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Communication deficits are a core symptom of Autism Spectrum Disorder (ASD), and as a result many autistic children use Augmentative Alternative Communication (AAC), such as the Picture Exchange Communication System (PECS), to facilitate communication. PECS interventions are typically taught in a classroom setting, whereas few studies have evaluated PECS use in a naturalistic setting, such as a playground. The aim of the present study was to examine the effects of introducing PECS into a naturalistic setting on social requests (SR), as well as the effects of staff instruction on SR made with PECS. Participants consisted of 6 pre-school aged autistic children who used PECS. Overall, results indicated a significant increase in the percentage of correct social requests following staff instruction, and an increase in the frequency of SR made with PECS. Frequency of social requests remained consistent across phases. Implications for introducing PECS into a naturalistic setting are discussed.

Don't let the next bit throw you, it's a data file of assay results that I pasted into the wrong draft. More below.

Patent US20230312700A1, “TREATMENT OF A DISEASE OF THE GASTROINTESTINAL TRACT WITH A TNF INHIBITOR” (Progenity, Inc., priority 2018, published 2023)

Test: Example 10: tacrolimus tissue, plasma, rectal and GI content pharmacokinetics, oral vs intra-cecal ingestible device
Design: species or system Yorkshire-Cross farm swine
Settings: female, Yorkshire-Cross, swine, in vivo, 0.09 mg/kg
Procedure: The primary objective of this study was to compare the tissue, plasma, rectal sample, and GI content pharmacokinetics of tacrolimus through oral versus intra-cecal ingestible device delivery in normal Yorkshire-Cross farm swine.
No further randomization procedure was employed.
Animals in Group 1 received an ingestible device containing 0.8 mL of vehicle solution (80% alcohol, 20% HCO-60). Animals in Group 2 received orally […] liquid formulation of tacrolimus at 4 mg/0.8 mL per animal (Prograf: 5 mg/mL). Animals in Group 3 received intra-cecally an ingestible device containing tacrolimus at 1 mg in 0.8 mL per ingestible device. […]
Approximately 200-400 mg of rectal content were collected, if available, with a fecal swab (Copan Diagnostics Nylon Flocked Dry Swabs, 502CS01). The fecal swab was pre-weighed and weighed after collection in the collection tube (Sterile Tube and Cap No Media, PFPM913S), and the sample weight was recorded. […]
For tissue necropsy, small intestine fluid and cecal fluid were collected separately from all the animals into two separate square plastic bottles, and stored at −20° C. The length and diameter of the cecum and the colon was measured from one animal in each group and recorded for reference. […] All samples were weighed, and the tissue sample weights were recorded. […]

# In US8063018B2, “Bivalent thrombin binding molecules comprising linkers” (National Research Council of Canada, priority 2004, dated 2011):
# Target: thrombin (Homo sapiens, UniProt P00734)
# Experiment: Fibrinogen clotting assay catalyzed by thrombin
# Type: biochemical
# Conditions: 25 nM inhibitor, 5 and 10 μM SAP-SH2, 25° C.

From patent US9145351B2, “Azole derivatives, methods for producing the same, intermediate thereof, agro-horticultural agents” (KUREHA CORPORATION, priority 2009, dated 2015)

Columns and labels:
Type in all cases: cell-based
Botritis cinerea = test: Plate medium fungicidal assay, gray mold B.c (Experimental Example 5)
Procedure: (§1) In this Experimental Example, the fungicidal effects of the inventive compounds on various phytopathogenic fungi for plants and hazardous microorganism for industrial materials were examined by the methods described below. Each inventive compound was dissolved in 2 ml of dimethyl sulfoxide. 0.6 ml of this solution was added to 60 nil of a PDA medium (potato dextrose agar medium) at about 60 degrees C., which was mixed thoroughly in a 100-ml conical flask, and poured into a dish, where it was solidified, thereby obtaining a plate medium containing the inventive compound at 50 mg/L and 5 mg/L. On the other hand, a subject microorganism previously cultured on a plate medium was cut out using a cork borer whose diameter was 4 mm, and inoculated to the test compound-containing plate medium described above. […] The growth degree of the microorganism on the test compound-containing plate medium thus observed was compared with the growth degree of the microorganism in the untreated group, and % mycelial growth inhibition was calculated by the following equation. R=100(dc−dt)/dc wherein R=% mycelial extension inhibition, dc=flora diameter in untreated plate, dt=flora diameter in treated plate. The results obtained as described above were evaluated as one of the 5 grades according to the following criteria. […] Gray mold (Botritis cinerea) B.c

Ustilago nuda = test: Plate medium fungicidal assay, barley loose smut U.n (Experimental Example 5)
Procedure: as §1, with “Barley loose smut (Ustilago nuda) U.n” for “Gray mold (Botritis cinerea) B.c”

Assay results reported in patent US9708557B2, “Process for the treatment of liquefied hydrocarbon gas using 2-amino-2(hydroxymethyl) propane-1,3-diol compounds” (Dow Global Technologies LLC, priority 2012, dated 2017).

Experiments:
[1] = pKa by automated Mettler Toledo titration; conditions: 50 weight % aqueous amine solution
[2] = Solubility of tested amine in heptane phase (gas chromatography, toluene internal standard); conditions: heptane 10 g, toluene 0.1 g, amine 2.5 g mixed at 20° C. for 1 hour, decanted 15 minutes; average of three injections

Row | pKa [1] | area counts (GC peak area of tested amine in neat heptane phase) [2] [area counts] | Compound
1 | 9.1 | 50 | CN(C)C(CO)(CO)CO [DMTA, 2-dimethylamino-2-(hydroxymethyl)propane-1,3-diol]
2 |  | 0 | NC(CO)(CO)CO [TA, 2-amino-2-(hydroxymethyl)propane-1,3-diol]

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Effects of PECS and Staff Instruction on Social Requests in a Naturalistic Setting